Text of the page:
Malcolm Pollack goes Dennis Prager one better. BRIXISH is indeed superior to SIXHIRB for Malcolm's reasons below, but also because it is in the vicinity of BREXIT. After all, the BRIXISH would tend to support BREXIT. Here's Malcolm:
Saw an unfamiliar acronym over at Maverick Philosopher the the other day: “SIXHIRB”. I had to look it up. It’s a coinage of Dennis Prager’s, and it stands for Sexist, Intolerant, Xenophobic, Homophobic, Islamophobic, Racist, Bigoted: the “basket” of cudgels routinely applied to anyone to the right of the Vox editorial staff.
I’d have preferred “BRIXISH”: it sounds more like an adjective, and carries a faint echo of America’s founding people and culture (i.e., the usual target). But it’s still handy to have a linguistic shortcut for these reflexive and ubiquitous slurs, so here’s a nod to Mr. Prager.
I am slightly surprised that Malcolm did not instantly recognize the Pragerian provenience of SIXHIRB inasmuch as every other time I have used it I have credited Prager. I didn't this time to save keystrokes, figuring that everyone knew by now that it is Prager's coinage.
An acronym is a pronounceable word formed from either the initial letters of two or more words, or from contiguous letters of two or more words. For example, 'laser' is a pronounceable word formed from the initial letters of the following words: light, amplification, stimulated, emission, radiation. And Gestapo is a pronounceable word formed from contiguous letters of the following words: geheime, Staats, Polizei.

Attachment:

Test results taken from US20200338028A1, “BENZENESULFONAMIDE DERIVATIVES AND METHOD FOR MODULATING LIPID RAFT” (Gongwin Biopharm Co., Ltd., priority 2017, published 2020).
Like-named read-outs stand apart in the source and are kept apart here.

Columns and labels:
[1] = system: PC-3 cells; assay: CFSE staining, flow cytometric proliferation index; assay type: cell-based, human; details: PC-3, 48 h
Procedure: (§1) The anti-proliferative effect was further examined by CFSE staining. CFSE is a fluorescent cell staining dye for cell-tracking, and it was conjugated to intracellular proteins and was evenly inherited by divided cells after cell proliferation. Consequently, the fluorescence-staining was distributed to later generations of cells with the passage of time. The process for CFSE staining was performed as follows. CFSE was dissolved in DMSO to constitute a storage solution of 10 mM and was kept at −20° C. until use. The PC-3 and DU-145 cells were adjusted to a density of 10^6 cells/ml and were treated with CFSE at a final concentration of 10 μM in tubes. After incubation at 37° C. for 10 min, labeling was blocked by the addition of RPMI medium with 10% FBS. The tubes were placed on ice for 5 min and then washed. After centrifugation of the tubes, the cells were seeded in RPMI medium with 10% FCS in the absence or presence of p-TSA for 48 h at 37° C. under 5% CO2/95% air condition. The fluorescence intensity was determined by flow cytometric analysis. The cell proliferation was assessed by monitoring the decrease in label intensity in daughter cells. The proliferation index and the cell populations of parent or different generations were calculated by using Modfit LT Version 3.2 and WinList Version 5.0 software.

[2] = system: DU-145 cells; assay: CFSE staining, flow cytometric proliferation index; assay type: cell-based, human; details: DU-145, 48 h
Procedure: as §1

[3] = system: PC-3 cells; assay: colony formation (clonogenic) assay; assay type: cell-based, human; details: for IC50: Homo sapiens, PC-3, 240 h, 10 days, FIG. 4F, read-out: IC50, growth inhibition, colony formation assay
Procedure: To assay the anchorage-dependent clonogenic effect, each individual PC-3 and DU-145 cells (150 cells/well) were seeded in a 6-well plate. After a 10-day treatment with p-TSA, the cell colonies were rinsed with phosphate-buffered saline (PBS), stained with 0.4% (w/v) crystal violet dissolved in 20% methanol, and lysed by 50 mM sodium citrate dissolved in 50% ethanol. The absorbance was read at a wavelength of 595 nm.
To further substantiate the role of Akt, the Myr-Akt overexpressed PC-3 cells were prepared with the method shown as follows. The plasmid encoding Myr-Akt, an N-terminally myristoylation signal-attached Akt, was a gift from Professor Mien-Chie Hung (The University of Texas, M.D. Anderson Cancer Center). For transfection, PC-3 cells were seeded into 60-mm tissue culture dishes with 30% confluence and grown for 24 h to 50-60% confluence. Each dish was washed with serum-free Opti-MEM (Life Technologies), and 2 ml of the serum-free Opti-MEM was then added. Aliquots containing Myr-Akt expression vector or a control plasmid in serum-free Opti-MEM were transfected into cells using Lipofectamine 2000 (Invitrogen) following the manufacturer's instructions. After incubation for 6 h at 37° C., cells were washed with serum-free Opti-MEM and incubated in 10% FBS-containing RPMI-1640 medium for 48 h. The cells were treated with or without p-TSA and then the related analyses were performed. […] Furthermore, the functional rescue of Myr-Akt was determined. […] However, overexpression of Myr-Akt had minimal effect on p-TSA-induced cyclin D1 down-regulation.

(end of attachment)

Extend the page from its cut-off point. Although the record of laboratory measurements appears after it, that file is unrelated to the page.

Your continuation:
But what about BREXIT? It is not an initialism or a truncation as I define these terms:
An initialism is a string of contiguous letters, unpronounceable as a word or else not in use as a word, but pronounceable as a list of letters, formed from the initial letters of two or more words. For example, 'PBS' is an initialism that abbreviates 'Public Broadcasting System.' 'PBS' cannot be pronounced as a word, but it can be pronounced as a series of letters: Pee, Bee, Ess. 'IT' is an initialism that abbreviates "information technology.' In this case 'IT' is pronounceable as a word, but is not in use as a word. You can say, 'Mary works in Eye-Tee,' but not, 'Mary works in IT.' The same goes for 'ASU' which abbreviates 'Arizona State University.'
A truncation is a term formed from a single word by shortening it. 'App,' for example is a truncation of 'application,' and 'ho' is presumably a truncation of 'whore' (in black idiom). 'Auto' is a truncation of 'automobile,' and 'blog' (noun) of 'weblog.'